Methods for evaluating functional prototypes

In this post I will take a look at three methods on how to evaluate Functional prototypes. 

The methods are:
1) System usability scale;
2) AttrakDiff; and
3) Think aloud protocol.

General classes of usability should be covered if usability is measured. They are effectiveness, efficiency and satisfaction. Vastly different metrics can  also be used while measuring these attributes. Context-specificity makes comparing different systems usability very difficult. It also means that one design which is very good in one system and with one set of users/use cases, might not work well in other context. Copying usable solutions is then very risky.

The usability of an artefact is defined by the context it is used in. Thus every usability study should require different and detailed approach. To make usability testing easier and more universally comparable, the System Usability Scale (SUS) was created. System usability scale is a reliable and low-cost usability scale which can be universally used for assessment of systems usability.  SUS is a Likert scale and the overall outcome will be a score between 0 and 100. Alltogether it is a valuable, reliable and robust evaluation tool that allows usability evaluation to be performed effectively.

AttrakDiff is used to assess users feelings about a system with a queastionnaire. The questionnaire studies both hedonic and pragmatic dimensions with semantic differentials. The data aquired is quantitative and also comparable, much like in the case of System Usability Scale, but the weakness of AttrakDiff is that it uses the reflections of the users rather than the real experiences themselves. The approach is also used both in lab and field studies.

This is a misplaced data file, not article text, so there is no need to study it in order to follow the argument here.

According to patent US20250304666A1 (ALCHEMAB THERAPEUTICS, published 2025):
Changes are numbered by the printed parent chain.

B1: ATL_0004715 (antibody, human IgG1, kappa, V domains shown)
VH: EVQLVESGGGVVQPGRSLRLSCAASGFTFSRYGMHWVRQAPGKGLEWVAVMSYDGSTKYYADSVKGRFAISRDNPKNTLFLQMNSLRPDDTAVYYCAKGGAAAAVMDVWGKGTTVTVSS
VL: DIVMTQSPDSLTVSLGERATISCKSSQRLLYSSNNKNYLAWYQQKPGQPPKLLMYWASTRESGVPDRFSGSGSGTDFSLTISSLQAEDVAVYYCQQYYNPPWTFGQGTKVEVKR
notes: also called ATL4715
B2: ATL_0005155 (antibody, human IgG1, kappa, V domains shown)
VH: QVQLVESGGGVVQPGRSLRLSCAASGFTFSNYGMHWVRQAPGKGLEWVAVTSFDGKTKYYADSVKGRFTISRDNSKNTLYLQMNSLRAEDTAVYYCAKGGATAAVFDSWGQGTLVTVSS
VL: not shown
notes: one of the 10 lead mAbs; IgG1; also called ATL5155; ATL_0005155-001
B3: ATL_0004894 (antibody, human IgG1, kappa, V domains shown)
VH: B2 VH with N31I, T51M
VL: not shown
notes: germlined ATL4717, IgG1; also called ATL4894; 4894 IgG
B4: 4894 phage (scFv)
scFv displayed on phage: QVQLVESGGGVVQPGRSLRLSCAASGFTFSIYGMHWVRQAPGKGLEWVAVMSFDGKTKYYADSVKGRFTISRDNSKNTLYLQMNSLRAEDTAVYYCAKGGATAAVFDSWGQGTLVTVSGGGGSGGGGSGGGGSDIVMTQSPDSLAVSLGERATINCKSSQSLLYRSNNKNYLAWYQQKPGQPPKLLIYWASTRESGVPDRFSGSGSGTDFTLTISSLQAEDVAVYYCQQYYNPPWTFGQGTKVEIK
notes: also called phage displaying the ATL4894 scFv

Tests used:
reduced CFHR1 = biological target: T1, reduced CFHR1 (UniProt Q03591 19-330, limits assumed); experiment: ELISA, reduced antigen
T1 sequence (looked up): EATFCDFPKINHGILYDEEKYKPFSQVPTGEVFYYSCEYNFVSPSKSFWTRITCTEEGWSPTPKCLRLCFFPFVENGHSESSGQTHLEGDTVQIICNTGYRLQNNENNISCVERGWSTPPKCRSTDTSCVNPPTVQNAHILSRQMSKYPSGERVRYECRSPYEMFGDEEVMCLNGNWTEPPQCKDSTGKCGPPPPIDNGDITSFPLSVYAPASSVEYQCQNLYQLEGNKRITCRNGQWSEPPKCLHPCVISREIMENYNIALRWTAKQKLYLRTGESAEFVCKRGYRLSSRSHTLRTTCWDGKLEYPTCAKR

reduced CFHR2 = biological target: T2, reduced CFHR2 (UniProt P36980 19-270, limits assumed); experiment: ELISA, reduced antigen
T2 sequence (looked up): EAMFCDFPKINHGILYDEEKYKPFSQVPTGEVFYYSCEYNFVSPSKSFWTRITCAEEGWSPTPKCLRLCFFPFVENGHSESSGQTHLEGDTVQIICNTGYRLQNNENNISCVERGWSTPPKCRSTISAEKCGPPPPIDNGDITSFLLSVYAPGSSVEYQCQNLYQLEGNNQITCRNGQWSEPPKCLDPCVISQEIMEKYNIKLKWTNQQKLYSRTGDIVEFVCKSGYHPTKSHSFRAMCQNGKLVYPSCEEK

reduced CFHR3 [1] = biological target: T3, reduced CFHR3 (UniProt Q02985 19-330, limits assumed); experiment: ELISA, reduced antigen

Think aloud protocol incorporates another dimension to the studies. While doing usability testing, users are asked to talk aloud and say what comes to their minds while performing the set tasks. The thoughts are often not even related to the task but rather something that comes to mind while performing them. This might include what they are looking at, thinking, doing, and feeling. Also a set of questionnaires are used. The questionnaires can be used before or after performing the tasks, as necessary.


Methods for Collecting UX Data

There are three articles about physiological measures in collecting UX data on the table today. I will try to seek out the pros and cons, to see which would be the best for use in our own UX evaluation process. All of these methods are not always used in evaluating prototypes of certain type. Some of them are used mainly in web design etc. I need to find the most suitable approach for me to evaluate user experience.

The three physiological measuring approaches are:

Visual Complexity Evaluation
Pupillary dilation monitoring
Eye tracking techniques

Visual Complexity Evaluation is used often in website design, but its outcomes and effects are not always fully utilized or understood. Within the studies a hypotheses was proposed and tested, to see, if increasing a websites complexity would have a detremental cognitive and emotional impact on users. Users want their web environments to be usable and appealing. Adding visual complexity may play a huge factor in their first impressions and even later usage decisions. If it works this way than designing appealing and simple webpages might work the other way around also and attract users to a webpage, regardless of the content. These performed studies also included passive viewing task (PVT) and visual search task (VST) methods.

Pupillary dilation monitoring during music-induced aesthetic responses (chills). The study concentrated on the correlation of music-induced chills and pupil reaction. While listening to different songs, participants were asked to actively press a button when they got a chill when listening to a song. The point where participants pressed the button was then correlated to pupil reaction. The study concluded that pupil reaction during passive music listening can be monitored and translated into aesthetic responses.